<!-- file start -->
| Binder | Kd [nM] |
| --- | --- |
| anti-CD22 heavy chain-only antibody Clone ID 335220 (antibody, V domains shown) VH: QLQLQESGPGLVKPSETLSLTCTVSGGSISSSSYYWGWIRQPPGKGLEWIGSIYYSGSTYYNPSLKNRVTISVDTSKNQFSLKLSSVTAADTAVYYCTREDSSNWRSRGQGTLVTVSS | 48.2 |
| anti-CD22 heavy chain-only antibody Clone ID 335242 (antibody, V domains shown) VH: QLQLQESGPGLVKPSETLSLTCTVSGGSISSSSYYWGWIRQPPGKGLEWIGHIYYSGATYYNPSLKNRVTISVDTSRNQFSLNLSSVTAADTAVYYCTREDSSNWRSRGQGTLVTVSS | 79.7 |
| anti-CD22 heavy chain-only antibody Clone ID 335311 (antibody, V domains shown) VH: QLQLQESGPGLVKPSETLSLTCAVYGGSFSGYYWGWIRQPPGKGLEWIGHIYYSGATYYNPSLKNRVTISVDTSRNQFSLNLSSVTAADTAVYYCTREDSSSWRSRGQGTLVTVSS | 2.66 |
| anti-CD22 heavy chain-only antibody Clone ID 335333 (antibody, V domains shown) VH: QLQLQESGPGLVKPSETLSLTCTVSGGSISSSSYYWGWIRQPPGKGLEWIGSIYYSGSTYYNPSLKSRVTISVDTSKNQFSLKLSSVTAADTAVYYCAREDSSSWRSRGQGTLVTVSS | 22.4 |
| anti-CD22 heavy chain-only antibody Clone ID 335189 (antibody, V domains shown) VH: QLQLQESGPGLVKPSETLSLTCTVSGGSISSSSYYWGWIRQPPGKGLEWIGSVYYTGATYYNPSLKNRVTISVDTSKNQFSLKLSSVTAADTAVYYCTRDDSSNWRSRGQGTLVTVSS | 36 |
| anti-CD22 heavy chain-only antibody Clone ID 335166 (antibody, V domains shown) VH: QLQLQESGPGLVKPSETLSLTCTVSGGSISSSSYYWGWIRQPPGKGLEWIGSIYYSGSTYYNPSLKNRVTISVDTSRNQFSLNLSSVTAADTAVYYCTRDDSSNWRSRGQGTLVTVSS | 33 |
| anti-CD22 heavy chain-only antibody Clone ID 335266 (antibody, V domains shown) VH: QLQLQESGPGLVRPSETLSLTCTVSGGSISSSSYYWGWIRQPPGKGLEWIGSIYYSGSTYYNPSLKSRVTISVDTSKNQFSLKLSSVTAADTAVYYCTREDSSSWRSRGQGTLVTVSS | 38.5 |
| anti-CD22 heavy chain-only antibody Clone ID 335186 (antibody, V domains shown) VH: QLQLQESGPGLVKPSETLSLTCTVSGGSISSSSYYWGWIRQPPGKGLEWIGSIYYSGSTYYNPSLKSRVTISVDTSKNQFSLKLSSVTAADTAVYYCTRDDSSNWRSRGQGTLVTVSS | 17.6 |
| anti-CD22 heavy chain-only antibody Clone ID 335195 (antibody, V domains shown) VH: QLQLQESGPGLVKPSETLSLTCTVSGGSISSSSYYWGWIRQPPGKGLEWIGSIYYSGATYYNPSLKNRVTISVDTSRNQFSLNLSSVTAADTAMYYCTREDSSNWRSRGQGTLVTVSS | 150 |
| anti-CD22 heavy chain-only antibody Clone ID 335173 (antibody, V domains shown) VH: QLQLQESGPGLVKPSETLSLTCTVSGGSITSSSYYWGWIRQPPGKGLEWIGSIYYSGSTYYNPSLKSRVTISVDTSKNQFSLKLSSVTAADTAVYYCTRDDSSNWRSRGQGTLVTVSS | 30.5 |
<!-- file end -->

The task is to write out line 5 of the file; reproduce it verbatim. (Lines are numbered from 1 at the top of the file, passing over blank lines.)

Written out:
| anti-CD22 heavy chain-only antibody Clone ID 335311 (antibody, V domains shown) VH: QLQLQESGPGLVKPSETLSLTCAVYGGSFSGYYWGWIRQPPGKGLEWIGHIYYSGATYYNPSLKNRVTISVDTSRNQFSLNLSSVTAADTAVYYCTREDSSSWRSRGQGTLVTVSS | 2.66 |